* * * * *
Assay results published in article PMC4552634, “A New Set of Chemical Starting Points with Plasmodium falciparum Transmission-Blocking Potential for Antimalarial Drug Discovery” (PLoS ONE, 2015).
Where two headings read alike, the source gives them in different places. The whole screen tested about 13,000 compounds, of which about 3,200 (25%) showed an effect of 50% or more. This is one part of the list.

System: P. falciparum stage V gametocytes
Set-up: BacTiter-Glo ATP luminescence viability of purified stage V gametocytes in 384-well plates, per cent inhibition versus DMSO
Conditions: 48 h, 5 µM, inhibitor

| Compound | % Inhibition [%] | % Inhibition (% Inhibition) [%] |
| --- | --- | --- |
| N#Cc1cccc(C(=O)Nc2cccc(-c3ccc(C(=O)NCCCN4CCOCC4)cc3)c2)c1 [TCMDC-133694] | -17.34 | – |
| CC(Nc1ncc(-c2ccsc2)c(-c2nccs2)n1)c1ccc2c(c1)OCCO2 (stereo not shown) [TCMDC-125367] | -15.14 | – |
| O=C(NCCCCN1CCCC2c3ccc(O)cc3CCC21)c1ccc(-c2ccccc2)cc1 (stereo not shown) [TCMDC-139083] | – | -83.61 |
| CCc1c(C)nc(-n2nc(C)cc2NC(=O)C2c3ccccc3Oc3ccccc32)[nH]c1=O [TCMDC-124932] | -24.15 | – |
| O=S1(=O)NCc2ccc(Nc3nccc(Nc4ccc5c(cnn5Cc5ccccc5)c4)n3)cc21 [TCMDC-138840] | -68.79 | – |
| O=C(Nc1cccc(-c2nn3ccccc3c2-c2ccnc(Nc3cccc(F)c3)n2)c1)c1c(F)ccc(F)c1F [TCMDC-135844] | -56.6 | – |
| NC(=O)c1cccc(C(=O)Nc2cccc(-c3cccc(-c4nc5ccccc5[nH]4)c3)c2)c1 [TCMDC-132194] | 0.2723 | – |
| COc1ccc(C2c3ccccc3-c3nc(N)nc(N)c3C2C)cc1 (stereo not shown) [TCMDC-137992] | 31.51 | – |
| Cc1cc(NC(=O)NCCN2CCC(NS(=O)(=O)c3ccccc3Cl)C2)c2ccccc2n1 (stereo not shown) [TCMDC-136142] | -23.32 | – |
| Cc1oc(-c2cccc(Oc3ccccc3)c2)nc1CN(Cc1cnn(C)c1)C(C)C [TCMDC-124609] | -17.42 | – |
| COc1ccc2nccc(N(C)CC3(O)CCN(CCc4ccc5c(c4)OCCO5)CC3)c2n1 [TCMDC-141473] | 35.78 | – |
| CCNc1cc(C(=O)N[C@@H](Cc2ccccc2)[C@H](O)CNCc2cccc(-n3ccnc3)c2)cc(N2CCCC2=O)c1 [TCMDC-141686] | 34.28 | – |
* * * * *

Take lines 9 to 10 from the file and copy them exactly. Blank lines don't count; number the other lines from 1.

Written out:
| CC(Nc1ncc(-c2ccsc2)c(-c2nccs2)n1)c1ccc2c(c1)OCCO2 (stereo not shown) [TCMDC-125367] | -15.14 | – |
| O=C(NCCCCN1CCCC2c3ccc(O)cc3CCC21)c1ccc(-c2ccccc2)cc1 (stereo not shown) [TCMDC-139083] | – | -83.61 |